HHS Office for Civil Rights Issues Telehealth HIPAA Guidance during COVID-19 Emergency

On March 17, 2020, the Office for Civil Rights (“OCR”), the agency within the Department of the United States Health & Human Services (“HHS”) responsible for enforcement of HIPAA, issued the following guidance: “Notification of Enforcement Discretion for telehealth remote communications during the COVID-19 nationwide public health emergency.” Pursuant to Telehealth regulatory waivers issued by the HHS Centers for Medicare & Medicaid Services (“CMS”) effective during the COVID-19 Public Health Emergency (“PHE”), providers can use telehealth at any location including in a patient’s home. As more fully explained in its Telehealth Fact Sheet March 17, 2020, HHS stated:

“The provider must use an interactive audio and video telecommunications system that permits real-time communication between the distant site and the patient at home. …  It is imperative during this public health emergency that patients avoid travel, when possible, to physicians’ offices, clinics, hospitals, or other health care facilities where they could risk their own or others’ exposure to further illness.”

It goes without saying that most patients will not have HIPAA-compliant video and audio technology available within their own homes to communicate with a provider. The waiver of the telehealth requirement during the COVID-19 PHE that otherwise would have required the patient to travel to a HIPAA-compliant “originating site” for a telehealth consultation would be useless in the absence of a HIPAA waiver. In recognition of this, the CMS Telehealth Fact Sheet explicitly states that Facebook and Skype telecommunications fall within the video and audio technology that can be used under the HIPAA waiver. The OCR Telehealth Guidance takes this further, stating:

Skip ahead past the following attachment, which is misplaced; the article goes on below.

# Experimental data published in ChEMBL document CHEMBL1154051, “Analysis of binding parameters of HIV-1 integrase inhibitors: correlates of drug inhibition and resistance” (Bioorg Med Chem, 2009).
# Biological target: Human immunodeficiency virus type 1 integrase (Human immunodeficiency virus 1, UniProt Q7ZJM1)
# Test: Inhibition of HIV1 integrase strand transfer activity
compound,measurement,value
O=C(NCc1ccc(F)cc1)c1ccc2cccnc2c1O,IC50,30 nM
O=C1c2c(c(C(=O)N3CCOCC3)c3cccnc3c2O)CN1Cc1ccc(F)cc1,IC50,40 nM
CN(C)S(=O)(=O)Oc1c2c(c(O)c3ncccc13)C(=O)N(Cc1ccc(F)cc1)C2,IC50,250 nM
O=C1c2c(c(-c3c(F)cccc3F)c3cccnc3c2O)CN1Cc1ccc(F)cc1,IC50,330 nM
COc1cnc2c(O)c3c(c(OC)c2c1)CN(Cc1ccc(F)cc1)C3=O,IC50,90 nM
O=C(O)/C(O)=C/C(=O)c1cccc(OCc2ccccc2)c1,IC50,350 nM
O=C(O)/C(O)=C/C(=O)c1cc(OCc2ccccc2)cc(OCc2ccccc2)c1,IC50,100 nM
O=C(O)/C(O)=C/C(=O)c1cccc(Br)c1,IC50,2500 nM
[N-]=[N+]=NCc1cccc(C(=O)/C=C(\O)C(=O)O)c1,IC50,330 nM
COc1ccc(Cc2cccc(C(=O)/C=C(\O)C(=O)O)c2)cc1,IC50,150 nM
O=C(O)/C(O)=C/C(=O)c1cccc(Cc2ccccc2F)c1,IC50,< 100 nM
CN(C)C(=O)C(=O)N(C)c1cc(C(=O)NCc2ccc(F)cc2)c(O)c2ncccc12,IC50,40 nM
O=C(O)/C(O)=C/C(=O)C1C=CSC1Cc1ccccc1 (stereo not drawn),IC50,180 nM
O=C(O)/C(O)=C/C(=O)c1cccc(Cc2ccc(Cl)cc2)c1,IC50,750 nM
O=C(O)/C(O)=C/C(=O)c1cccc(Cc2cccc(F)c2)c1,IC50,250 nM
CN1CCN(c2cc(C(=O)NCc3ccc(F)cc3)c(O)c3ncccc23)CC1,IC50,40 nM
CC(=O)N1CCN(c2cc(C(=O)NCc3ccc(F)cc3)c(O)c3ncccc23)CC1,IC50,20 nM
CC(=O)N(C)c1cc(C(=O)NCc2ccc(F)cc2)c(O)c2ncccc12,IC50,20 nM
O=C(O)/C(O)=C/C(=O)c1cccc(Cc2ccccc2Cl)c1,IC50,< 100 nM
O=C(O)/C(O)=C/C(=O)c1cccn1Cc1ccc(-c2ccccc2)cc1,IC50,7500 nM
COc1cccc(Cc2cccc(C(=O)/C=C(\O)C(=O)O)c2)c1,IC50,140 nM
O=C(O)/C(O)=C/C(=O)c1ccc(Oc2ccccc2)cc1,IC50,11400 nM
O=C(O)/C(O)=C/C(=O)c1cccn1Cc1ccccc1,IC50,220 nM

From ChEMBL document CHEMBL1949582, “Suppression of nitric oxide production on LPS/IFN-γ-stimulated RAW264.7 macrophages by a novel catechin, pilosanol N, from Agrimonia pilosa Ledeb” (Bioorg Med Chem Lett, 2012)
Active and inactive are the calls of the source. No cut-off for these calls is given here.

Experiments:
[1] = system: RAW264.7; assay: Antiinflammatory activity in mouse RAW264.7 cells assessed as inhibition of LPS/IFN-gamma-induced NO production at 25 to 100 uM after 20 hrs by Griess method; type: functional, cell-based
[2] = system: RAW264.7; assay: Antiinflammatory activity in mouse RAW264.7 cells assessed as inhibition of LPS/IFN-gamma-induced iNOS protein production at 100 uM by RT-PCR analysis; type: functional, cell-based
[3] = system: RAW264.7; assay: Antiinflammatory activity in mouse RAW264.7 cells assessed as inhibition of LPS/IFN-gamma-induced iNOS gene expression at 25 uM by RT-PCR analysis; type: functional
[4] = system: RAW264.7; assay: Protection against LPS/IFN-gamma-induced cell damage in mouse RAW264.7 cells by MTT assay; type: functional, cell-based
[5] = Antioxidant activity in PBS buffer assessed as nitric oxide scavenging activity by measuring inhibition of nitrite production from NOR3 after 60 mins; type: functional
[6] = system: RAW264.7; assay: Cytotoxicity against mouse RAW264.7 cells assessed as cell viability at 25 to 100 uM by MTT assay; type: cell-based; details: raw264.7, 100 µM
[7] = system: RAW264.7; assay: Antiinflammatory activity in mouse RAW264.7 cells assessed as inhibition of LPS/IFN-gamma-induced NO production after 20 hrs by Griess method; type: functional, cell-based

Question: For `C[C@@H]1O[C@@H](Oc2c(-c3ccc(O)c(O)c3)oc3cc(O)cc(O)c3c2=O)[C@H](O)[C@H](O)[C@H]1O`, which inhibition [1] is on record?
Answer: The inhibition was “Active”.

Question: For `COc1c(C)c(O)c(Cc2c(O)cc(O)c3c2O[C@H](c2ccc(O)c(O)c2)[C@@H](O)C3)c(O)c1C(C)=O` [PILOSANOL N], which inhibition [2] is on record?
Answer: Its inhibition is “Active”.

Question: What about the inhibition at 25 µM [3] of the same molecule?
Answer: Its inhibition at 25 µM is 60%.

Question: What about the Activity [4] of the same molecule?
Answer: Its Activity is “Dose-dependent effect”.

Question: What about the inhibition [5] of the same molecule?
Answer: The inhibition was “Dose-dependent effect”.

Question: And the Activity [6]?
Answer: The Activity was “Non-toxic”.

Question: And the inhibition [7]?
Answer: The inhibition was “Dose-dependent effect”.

“Under this Notice, covered health care providers may use popular applications that allow for video chats, including Apple FaceTime, Facebook Messenger video chat, Google Hangouts video, or Skype, to provide telehealth without risk that OCR might seek to impose a penalty for noncompliance with the HIPAA Rules related to the good faith provision of telehealth during the COVID-19 nationwide public health emergency.  Providers are encouraged to notify patients that these third-party applications potentially introduce privacy risks, and providers should enable all available encryption and privacy modes when using such applications. “

See the CMS Telehealth PHE Fact Sheet and OCR Telehealth PHE Guidance for additional information.